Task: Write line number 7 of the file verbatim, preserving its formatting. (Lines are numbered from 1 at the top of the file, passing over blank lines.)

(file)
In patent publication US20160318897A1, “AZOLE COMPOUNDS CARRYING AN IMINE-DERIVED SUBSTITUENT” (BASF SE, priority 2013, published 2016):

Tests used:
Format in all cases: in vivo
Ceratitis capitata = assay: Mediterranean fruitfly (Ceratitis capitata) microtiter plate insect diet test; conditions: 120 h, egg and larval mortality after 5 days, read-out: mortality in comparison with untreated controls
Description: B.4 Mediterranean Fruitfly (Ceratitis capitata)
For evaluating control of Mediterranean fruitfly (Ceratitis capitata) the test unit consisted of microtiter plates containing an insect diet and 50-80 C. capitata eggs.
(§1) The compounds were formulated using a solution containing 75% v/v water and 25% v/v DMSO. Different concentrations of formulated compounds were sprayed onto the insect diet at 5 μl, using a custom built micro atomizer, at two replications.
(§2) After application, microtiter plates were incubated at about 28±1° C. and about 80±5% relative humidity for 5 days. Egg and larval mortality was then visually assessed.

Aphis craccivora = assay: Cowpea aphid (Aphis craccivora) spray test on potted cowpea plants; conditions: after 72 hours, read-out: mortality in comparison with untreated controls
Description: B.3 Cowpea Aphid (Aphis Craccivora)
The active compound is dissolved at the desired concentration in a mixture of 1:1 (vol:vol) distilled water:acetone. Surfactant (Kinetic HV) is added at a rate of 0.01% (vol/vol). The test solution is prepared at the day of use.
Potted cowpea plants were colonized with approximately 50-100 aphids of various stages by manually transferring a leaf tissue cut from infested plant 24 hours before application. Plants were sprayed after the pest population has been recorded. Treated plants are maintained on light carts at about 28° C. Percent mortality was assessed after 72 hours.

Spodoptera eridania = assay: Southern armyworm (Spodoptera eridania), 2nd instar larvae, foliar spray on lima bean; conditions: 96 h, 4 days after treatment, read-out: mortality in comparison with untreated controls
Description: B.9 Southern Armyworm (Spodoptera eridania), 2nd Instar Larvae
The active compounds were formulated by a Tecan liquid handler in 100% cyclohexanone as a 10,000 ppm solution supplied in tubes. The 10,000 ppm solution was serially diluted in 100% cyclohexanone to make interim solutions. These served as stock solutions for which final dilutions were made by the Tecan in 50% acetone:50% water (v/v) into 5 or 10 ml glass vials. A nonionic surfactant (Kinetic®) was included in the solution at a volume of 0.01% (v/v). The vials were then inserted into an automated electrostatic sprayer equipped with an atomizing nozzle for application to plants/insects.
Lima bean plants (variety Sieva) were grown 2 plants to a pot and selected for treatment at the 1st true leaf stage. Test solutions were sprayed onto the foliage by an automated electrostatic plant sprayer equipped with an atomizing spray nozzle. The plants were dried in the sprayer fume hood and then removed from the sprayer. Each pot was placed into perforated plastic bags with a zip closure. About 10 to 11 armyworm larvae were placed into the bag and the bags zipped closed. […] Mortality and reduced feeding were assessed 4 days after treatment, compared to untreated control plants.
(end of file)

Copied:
(§1) The compounds were formulated using a solution containing 75% v/v water and 25% v/v DMSO. Different concentrations of formulated compounds were sprayed onto the insect diet at 5 μl, using a custom built micro atomizer, at two replications.